Local schools prepare for students during spring harvest

Published 7:34 pm Friday, March 6, 2015

As warmer weather inches closer, local farmers aren’t the only ones anticipating the coming harvest months.

Every spring, hundreds of migrant workers move into Decatur County for the summer harvests of corn, tomatoes and melons. Many of those workers also bring their families that include school-aged children.

The Decatur County School System offers summer classes to accommodate the migrant students through the Migrant Education Program, a federally funded program designed to reduce the negative consequences the children may face from frequent moves. Last year the system served more than 200 migrant students, but that number may vary year to year, said Kathy Varner, DCSS federal programs director.

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“It’s a lot of preparation and planning, all to not know exactly how many you’re going to serve, but we’ve held steady for years,” Varner said. “We’ve had this migrant summer school program going on for a decade or more.”

Varner said that the majority of the families that come in are Hispanic, but recent years have seen increases in Haitian migrants who speak French Creole instead of Spanish, leading the system to find help for the language barrier.

“We have staff members who help that are bilingual. A few of our teacher are bilingual. Our high school students who are apprentices — we make sure they’re all bilingual, and some of them used to be migrant students, so they really understand the lifestyle and the challenges that these students have as they’re traveling around,” Varner said.”We have two ladies who come to us from Florida who are fluent in French Creole and understand the culture. That really helps with that population.”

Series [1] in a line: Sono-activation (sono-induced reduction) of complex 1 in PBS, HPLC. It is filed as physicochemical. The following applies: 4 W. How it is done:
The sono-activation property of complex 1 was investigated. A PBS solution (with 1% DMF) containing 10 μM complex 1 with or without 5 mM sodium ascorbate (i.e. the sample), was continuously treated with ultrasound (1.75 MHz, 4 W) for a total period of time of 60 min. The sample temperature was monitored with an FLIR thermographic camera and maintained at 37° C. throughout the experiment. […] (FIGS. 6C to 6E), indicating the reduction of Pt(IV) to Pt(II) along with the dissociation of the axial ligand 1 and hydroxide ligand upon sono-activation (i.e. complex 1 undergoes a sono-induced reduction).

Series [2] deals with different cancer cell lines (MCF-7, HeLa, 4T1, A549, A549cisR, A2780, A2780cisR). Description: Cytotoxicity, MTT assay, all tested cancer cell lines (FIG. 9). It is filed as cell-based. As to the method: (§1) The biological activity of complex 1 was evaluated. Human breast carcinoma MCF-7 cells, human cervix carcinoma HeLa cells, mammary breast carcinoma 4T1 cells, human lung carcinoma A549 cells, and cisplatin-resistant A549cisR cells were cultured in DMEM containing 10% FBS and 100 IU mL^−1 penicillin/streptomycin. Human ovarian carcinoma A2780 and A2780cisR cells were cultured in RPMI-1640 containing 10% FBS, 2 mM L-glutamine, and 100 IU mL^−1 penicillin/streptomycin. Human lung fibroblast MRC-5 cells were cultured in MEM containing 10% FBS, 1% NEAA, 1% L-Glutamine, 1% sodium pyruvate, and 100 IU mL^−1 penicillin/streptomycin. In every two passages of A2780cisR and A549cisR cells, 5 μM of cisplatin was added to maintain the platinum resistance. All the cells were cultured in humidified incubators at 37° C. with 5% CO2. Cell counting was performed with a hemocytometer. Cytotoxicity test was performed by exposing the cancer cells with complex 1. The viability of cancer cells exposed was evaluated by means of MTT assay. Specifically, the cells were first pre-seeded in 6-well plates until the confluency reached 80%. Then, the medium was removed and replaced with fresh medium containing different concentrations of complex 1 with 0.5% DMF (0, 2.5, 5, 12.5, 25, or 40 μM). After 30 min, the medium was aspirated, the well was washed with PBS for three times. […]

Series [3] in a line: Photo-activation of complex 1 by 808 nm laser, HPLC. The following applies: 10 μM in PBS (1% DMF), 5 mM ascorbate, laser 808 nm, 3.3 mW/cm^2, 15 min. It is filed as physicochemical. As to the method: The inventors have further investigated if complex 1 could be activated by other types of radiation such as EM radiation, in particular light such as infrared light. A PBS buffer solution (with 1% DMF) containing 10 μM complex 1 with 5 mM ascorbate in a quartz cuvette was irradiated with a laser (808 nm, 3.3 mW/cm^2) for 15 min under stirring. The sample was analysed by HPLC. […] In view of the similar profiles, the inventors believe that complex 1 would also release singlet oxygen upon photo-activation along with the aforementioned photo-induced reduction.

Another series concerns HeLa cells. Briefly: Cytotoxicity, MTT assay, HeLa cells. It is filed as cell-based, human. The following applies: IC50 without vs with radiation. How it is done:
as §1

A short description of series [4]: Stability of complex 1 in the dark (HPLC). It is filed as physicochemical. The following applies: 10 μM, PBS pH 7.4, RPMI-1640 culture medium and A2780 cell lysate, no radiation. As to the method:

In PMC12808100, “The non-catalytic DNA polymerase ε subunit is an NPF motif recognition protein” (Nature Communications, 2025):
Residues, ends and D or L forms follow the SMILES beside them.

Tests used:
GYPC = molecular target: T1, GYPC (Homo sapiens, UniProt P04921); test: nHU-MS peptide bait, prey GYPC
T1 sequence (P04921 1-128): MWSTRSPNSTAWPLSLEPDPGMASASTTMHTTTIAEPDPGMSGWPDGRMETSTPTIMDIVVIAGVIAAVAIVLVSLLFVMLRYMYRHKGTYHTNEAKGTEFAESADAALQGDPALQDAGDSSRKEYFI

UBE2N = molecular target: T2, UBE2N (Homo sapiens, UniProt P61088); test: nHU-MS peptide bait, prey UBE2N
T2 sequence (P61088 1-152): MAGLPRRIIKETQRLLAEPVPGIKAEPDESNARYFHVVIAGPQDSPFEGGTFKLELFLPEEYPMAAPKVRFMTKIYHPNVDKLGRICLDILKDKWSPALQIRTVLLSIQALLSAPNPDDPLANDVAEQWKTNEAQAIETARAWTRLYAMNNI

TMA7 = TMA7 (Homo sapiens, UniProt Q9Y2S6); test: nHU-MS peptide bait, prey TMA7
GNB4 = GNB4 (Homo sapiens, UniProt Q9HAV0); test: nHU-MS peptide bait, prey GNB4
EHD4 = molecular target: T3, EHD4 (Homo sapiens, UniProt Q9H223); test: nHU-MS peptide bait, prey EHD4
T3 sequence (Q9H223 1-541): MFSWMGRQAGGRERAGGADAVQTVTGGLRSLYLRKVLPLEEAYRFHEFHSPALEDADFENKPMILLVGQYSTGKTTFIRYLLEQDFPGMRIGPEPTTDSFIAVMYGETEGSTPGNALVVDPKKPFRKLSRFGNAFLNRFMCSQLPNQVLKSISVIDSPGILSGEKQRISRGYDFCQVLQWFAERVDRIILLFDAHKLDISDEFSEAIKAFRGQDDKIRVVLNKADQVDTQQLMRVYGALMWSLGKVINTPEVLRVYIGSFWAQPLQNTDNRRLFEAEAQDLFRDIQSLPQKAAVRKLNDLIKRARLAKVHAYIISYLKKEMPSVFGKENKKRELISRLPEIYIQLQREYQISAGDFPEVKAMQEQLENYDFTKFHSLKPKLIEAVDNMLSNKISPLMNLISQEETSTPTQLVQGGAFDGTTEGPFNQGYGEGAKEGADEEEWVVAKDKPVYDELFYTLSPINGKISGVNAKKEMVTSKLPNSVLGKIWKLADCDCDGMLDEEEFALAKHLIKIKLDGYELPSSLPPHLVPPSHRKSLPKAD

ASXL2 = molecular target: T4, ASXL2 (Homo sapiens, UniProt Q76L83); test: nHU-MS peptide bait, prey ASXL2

The students are typically only in the area for a few short weeks. The families start slowly rolling in during April, but the largest influx comes in late May in conjunction with Decatur County’s agricultural seasons. A large portion of the families are gone by July 4 when the corn harvests slow down or finish.

What Varner and system staff try to do is help those students retain what they’ve just learned as well as preview what they will likely learn at the next grade level.

“The problems migrant students face are the disruptions in their education,” Varner said. “When we get students in the school year, they may have been in five or six different school systems in different states. The interruption is difficult. You could easily move around and miss an important concept for your grade, because you never were in school at the right time.”

The system also helps make sure the students are healthy by partnering with a group from Emory University Medical School that completes health and vision screenings. The operation continues with the educating parents or older students on health issues, Varner said.

“The migrant staff also serves a section of the migrant population of Out of School Youth and Drop Outs,” Varner said. “These are students under the age of 22 who desire to receive services such as English lessons or lessons about hygiene, careers and other topics. These students are served late in the evenings after long hours working in the fields or on Sundays.”

The federal programs department receives a lot of support and help from other departments and organizations to help get students to the summer program, fed and tries to make sure they leave with school supplies.

“The parents love that their children are safe, they’re taken care of and they’re getting the academic help that they need,” Varner said. “They deserve it. Every child deserves it.”

Anyone who would like to donate toiletries, school supplies, books or clothes can contact Varner at kvarner@dcboe.com.